In a landmark vote, the American bishops elected Archbishop José H. Gomez of Los Angeles as president of the United States Conference of Catholic Bishops (USCCB) at its Fall Assembly in Baltimore Nov. 12, making him the first Latino to hold the highest leadership position in the American Catholic Church.  

The 67-year-old Mexican-born prelate was given a standing round of applause from his brother bishops after it was announced that Archbishop Gomez had received 176 votes out of the 238 votes cast in the Tuesday morning vote's first ballot. An assortment of the remaining votes went to a scattering of the other nine candidates nominated in recent months by the bishops. 

In another round of voting, Archbishop Allen H. Vigneron of Detroit was elected conference vice president. He was elected on the 3rd ballot by 151-90 in a run-off against Timothy P. Broglio, Archbishop for the Military Services, USA.

Archbishop Gomez succeeds the outgoing president Cardinal Daniel DiNardo of Galveston-Houston, who finishes his three-year term at this month’s meeting. DiNardo and Gomez were elected president and vice-president, respectively, at the conference’s fall meeting in 2016.

In an interview with Angelus, the archbishop expressed gratitude to his brother bishops for the trust they placed in him. 

“It is really a moment of grace for me, and I’m extremely grateful to my brother bishops for thinking of me for this position. It is an honor for me to serve the Conference of Bishops and the people of the United States. It’s overwhelming, and at the same time I feel like it’s a moment of grace for me.”

Auxiliary Bishop David G. O'Connell of Los Angeles and Archbishop José H. Gomez of Los Angeles, vice president of the U.S. Conference of Catholic Bishops, share a light moment after Archbishop Gomez was named the new president during the fall general assembly of the USCCB in Baltimore Nov. 12, 2019. (CNS photo/Bob Roller)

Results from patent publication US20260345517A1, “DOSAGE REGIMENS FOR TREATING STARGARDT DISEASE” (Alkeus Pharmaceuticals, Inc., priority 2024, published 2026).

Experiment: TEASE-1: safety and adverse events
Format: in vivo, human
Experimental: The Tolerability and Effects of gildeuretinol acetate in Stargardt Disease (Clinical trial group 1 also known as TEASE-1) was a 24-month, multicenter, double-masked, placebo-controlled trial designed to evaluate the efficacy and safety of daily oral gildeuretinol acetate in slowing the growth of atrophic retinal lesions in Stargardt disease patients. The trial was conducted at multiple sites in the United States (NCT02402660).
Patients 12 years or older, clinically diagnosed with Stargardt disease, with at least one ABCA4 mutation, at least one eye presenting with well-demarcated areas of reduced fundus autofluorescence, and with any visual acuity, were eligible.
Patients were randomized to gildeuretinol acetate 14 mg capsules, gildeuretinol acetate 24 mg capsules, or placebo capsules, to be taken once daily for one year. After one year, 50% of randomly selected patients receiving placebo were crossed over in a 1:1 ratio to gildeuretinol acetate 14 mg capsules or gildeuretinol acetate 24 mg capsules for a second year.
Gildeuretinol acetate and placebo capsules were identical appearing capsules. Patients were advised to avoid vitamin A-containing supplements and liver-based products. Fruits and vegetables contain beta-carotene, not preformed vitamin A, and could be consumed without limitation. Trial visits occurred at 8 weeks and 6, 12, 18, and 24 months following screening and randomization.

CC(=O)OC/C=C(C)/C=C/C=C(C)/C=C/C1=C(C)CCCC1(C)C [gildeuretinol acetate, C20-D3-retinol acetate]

Archbishop Gomez has been a leading advocate of immigrant rights, often voicing support for newcomers as they face growing restrictions being implemented by the Department of Homeland Security and other federal agencies. 

His election came on the same day that the U.S. Supreme Court was set to listen to testimonies regarding the fate of the Deferred Action for Childhood Arrivals (DACA) program, an event that the archbishop personally asked faithful in his archdiocese to pray for.

In his weekly Angelus column published Nov. 11, Archbishop Gomez called on Congress and President Trump to "take responsibility and act now," while adding that "everyone should resist the temptation to make this a campaign issue."

"Now is the time for true leadership," he wrote. "That means we need to stop opposing ideas just because “the other side” has proposed it. That means we need to reject the thinking that causes us to resist compromise because it might give our political rivals a 'win.'"

In order to lead the conference, whose headquarters are located in Washington D.C., the president-elect says he will be relying heavily on the advice and support of collaborators and staff in both LA and the nation's capital.

"The bishops, the priests, and also the lay faithful that are going to help me to really make the decisions that are appropriate for the needs of the church in the United States."

Detroit Archbishop Allen H. Vigneron speaks during the fall general assembly of the U.S. Conference of Catholic Bishops in Baltimore Nov. 11, 2019. He was elected the USCCB's next vice president the next day. (CNS photo/Bob Roller)

He insists that despite what some believe, the U.S. bishops are focused on following the lead of Pope Francis at this "moment of renewal and reform" in the Catholic Church.

"The bishops of the United States are united with Pope Francis," Archbishop Gomez told Angelus. "The reality is that the Church of the United States is a large community, and I think it takes time to really get people to fully understand what the spirituality and ministry of Pope Francis is all about."

The prelate, who previously served as an auxiliary bishop in Denver and archbishop in San Antonio before being appointed to Los Angeles in 2010, also acknowledged the challenge of the additional leadership role while continuing to shepherd the nation’s largest archdiocese.

“I need to find a way to not lose the sense that my main mission is to be a pastor, both at the Archdiocese of Los Angeles, and also at the USCCB,” he told Angelus. “That is what God is asking me to do. Not to be just an administrator, but also be a pastor that brings the presence of Christ to the people.”

Dennis Sadowski of Catholic News Service contributed to this story.